Spiced Carrot Walnut Tzimmes

As we draw closer to Passover, many of us are wondering what our Seder menus are going to look like this year (me included!). One thing is certain, I will definitely have some type of tzimmes at the table.

Tzimmes is a traditional Ashkenazi accompaniment to large holiday meals. It’s usually served with a meat meal, like brisket. In fact, many people roast the tzimmes together with the brisket, because the sweetness compliments the meat. While tzimmes is more commonly served at Rosh Hashanah, I like to serve some form of tzimmes at every big holiday meal. That extra bit of sweetness at the table is always appreciated (especially by the kids!).

This tzimmes has a lovely spiced flavor. The walnuts and roll cut carrots give it a pleasant, hearty texture. While some tzimmes can be enjoyed in larger quantities as a side dish (like sweet potatoes), this particular tzimmes is meant to be used sparingly as an accompaniment to meat.

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Spiced Carrot Walnut Tzimmes


  • 1/2 cup chopped walnuts
  • 5 carrots, peeled and roll cut (see photo below)
  • 1 tbsp non-dairy butter substitute (I like Earth Balance)
  • 1 cup prunes, coarsely chopped
  • 1/2 cup golden raisins
  • 1/2 orange, juiced
  • 1 tsp orange zest
  • 1 tsp vanilla
  • 1 tsp cinnamon
  • 1/4 tsp cloves
  • 1/4 cup tightly packed brown sugar
  • 2 tsp honey
  • 2 cups water
Kosher Key: Pareve, Kosher for Passover
  • Place the walnuts in a small skillet, turn heat to medium. Toast nuts for 7-8 minutes, stirring frequently, till the creamy-colored walnut flesh is toasted light brown. Remove from heat.
  • Remove ends from carrots, then roll cut each carrot: slice off the tip of the carrot diagonally at a 45-degree angle. Roll the carrot halfway, repeat the cut at the same angle. Repeat the process all the way up the carrot at ¼ inch intervals. This will make a pretty triangular-shaped cut with a nice texture for tzimmes.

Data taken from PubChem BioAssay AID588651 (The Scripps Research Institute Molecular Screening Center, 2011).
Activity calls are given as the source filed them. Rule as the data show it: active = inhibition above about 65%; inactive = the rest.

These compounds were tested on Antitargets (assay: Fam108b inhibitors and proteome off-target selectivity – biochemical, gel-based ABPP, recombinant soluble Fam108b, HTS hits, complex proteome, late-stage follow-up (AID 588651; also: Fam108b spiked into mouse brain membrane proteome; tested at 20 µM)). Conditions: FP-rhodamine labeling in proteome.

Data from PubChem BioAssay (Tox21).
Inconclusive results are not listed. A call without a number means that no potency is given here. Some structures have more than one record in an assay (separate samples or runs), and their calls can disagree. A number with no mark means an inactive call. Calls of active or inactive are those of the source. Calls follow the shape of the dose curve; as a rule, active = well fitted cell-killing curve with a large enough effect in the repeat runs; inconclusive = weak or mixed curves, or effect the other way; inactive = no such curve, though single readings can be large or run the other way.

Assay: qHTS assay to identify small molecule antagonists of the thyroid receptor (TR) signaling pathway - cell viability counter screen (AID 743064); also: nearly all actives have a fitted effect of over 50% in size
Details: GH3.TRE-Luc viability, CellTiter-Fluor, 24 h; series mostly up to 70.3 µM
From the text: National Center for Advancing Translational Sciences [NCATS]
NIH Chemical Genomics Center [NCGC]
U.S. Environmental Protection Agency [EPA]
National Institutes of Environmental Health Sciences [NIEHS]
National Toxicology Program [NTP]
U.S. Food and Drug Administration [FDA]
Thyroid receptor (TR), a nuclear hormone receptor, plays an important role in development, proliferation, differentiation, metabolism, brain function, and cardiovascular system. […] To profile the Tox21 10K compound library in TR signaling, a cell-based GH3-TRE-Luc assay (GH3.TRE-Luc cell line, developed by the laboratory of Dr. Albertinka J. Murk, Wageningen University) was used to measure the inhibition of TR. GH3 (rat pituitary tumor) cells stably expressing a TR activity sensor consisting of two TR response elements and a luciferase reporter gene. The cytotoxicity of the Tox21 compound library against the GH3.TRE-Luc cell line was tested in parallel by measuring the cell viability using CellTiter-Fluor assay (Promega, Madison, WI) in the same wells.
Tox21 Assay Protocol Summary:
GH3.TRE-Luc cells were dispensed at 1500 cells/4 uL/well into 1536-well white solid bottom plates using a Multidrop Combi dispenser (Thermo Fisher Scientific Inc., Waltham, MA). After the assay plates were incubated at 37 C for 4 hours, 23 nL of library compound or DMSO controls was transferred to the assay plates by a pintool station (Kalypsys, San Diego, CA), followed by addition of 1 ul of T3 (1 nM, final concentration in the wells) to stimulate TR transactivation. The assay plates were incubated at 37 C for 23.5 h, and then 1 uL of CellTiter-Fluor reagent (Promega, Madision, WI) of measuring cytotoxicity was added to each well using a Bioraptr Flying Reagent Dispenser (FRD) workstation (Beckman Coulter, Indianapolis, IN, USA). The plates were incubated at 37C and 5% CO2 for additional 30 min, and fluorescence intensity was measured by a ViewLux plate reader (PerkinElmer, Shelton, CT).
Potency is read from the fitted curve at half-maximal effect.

• In a medium pot, melt 1 tablespoon of non-dairy butter substitute. Saute carrots for 5 minutes till well coated in the melted butter substitute. Add the toasted walnuts and other remaining ingredients to the pot, cover with 2 cups of water. Bring to a boil.
  • Reduce heat to medium low. Cover pot tightly and simmer for 1 hour over medium low heat, stirring occasionally. If mixture appears to be drying out, add a little more water.
  • After 1 hour of simmering, taste the tzimmes; add more sugar or spice according to taste. If you still have a lot of liquid in the pot, uncover and continue to simmer for a few more minutes until liquid is reduced to a thick syrupy texture. Remove from heat. Serve tzimmes warm as an accompaniment to a beef meal, like brisket.

Comments (5)Post a Comment

  1. Hi Tory (Tori? sp.)

    I’m a proud Shiksa like you. I want to make a big seder for my husband this year and I’m following your blog religiously (ha-ha.) Can you help me I don’t know how to pronounce the word tzimmes and I want to make it for him. He loves to make fun of me when I pronounce Hebrew or Yiddish words wrong and I don’t want to give him the opportunity! Simmeeez? Sigh-mezz? Help!

  2. Hello Tori
    Thank you for this recipe
    I’m a vegetarian and keep kosher so your site is very helpful to me. Thank you for blogging so much, I have bookmarked your page.
    best, Kelly

  3. Hi Tori! I love your recipe for Tzimmes! Really takes me back!!!

    P.S. for your reader who wants to know how to pronounce “tzimmes…” it’s like TSIH-miss, but that’s hard to translate from Yiddish.


  4. Excellent - 5 starsExcellent - 5 starsExcellent - 5 starsExcellent - 5 starsExcellent - 5 stars
    I decided to make this for a neighbor’s potluck holiday party this year and for the first time I didn’t bring home any leftovers! The flavor is really wonderful. I would like to try this with other root vegetables, perhaps parsnips.

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